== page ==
Continuing from where I left off yesterday, there is another scene that came to mind immediately while reading about the cushion of the sea. In Michael O’Brien’s epic novel The Island of the World Josip Lasta, a boy of twelve, awakes to find himself in almost inhuman conditions. He is in Sarajevo. It is the 1940s and WW2 has ravaged Europe. He is from a small mountain village in Croatia named Rajska Polja, or “Fields of Heaven.” He is his village’s lone survivor of a massacre perpetrated by murderous partisan soldiers. He’s lost his parents, his best friend Petar, his childhood sweetheart Josipa, and his friend and priest Fra Anto. He’s witnessed atrocities and seen things no human being should ever see. Stumbling in a stupor, he makes the long walk to Sarajevo where he is miraculously found and rescued by his mother’s sister. Working in a factory to help with money he has fallen ill with fever. While in this cement dwelling among the sick and the dying, he befriends an old man without arms. A few years before all of this has taken place Josip had journeyed to the coast with his father to see the Adriatic Sea. While enjoying an idyllic day in the sun and lying on the beach with his father Josip had watched with childlike wonder the swallows, or lastavice, who flew around the beach. One of them had landed on his outstretched arm and they had held each other’s gaze for a time before the lastivica had flown away. He had whispered three questions to the bird: “Who are you? Where have you come from? Where are you going?” It was one of his favorite childhood memories.
Now, in the bowels of this hospital, Josip again encounters the lastivica, only he has taken a different form. For five pages the two hold a conversation. For brevity’s sake I’m going to skip ahead in their dialogue.
On the first day Josip asks the old man his name. The man refuses to give it.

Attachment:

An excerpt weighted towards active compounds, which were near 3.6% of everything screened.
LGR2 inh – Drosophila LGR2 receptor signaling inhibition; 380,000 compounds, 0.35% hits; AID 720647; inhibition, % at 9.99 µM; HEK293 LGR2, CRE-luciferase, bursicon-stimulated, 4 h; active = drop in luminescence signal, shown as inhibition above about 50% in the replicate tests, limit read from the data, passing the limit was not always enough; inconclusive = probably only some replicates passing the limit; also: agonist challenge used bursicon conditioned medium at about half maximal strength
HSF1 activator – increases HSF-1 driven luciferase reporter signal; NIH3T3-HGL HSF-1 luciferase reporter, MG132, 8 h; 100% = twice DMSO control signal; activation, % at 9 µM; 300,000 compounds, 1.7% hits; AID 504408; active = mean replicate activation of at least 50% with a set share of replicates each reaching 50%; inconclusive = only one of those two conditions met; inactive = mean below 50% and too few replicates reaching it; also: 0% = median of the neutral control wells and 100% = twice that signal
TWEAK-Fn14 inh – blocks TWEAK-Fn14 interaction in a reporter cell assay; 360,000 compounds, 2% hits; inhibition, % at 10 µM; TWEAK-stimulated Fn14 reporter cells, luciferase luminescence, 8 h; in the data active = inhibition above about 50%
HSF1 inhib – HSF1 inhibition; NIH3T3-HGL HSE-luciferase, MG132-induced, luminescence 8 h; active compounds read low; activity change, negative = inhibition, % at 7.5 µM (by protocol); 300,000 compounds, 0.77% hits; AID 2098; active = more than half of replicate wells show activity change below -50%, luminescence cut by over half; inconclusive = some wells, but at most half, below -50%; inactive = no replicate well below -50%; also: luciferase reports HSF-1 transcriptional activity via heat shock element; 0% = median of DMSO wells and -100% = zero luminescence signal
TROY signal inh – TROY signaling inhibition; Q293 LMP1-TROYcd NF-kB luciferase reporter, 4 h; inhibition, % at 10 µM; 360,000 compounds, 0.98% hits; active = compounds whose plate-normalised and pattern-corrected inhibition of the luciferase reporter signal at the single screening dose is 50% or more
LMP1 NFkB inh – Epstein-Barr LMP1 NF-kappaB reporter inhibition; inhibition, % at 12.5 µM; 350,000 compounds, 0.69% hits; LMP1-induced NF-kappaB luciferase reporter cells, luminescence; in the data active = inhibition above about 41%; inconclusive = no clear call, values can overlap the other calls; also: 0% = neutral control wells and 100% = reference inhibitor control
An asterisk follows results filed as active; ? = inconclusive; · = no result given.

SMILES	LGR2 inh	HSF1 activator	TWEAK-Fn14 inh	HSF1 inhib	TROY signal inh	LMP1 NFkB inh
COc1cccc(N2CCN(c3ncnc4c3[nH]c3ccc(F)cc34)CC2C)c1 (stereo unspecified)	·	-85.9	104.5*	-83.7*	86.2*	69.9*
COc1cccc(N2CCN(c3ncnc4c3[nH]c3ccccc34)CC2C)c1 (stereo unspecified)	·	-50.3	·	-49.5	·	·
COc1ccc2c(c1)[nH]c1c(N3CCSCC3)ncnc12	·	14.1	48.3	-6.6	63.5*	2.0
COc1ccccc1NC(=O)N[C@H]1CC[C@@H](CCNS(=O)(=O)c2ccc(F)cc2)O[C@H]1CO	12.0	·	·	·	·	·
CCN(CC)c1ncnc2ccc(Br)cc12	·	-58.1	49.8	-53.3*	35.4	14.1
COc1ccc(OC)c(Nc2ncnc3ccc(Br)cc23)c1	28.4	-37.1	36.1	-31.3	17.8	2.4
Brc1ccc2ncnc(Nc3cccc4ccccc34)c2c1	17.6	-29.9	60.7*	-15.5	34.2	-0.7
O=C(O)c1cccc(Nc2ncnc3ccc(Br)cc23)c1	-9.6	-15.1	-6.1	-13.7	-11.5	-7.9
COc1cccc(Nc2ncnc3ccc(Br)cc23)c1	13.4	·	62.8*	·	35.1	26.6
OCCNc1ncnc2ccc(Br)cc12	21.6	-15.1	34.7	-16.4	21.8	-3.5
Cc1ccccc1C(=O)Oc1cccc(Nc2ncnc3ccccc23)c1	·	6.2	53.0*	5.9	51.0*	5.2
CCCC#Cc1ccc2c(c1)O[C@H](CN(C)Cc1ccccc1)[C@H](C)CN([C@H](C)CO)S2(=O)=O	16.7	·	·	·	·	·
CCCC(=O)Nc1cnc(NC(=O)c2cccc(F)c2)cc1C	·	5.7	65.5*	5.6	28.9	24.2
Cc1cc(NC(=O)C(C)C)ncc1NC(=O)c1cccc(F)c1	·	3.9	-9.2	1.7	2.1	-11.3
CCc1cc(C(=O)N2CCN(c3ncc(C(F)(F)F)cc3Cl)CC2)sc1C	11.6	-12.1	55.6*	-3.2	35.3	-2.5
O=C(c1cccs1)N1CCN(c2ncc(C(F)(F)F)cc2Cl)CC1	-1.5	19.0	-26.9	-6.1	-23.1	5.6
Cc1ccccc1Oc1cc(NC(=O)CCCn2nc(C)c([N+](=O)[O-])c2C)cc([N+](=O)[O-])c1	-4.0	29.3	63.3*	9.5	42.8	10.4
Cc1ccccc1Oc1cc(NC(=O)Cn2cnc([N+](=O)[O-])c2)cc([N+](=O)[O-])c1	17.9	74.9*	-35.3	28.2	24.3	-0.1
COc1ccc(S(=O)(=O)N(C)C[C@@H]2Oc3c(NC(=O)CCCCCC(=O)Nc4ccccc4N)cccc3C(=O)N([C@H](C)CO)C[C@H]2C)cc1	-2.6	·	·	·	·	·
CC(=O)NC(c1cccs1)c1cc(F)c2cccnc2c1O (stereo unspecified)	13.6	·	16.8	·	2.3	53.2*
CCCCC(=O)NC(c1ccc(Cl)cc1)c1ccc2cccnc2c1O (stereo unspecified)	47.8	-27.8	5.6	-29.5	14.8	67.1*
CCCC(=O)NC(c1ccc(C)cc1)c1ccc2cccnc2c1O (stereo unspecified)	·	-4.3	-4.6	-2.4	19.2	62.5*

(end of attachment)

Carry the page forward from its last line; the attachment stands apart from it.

“Can you not tell me your name?”
“I can tell you my name, and I will tell you if you choose it. But I ask you to choose a higher way.”
“Why is it higher?”
The man lifts his arms—the stumps performing their task instinctively.
“It is higher because it will take you upward.”
“To where the lastavice fly?”
“You do not have to tell me your name. You have already done so.”
“I have already done so? Tell me, Josip, what is my name?”
“You are the Lastavica of the Sea. I am the Lastavica of the Mountains.”
“Yes, you have understood. But you are more: you are the Lastavica of the Fields of Heaven.”
The next day, Josip asks the man about his family. The man refuses to answer, only telling Josip that he has lost his wife, son and daughter to the war.
“They are forever the family of the Lastivica of the Sea. That is their names.”
“If we meet again, will you tell me their names?”
“I will tell you, if the wind decides we are to meet again.”
“What if it doesn’t?”
“It is not our task to question it.”
“I do not trust it.”
The man sits upright, leans forward, and speaks intensely:
“Josip, above all things you must trust it. Trust where it will take you.”
Josip covers his face with trembling hands.
“Are you afraid?” asks the man.
“In your life, Josip, you will have much to fear. In time, you will come to a length of days, and wisdom, and goodness. You will suffer, and this suffering will bring much good to others.”
“I do not understand what you are saying.”
“You do not need to understand. Only remember: you will be afraid. But do not be afraid.”
“What can this mean! Tell me what it means!”
“You will be afraid. But when you are afraid, do not be afraid.”
Josip is choking back his sobs; he is no longer the Lastivica of the Fields of Heaven. He is only a boy with nowhere to go, other than a place where a wolf wants to kill him.
“Look, Josip”, says the man of the sea. “Look at the wall.”
With his one good foot he nudges Josip, pushing him gently, making him turn to face the opposite wall. The bar of light is climbing higher now.
“Do you see?”
Josip shakes his head.
“Surely you see”, says the man.
“I see the light, but the walls imprison it.”
“The light has entered the prison. Nothing can keep it out.”
“If there is no window, the light cannot enter.”
“If there is no window, the light enters within you.”
The parable of peace and this tale of trust have in common another element: the sea. These three elements together reminded me of another story. And that will be the final installment of this little series.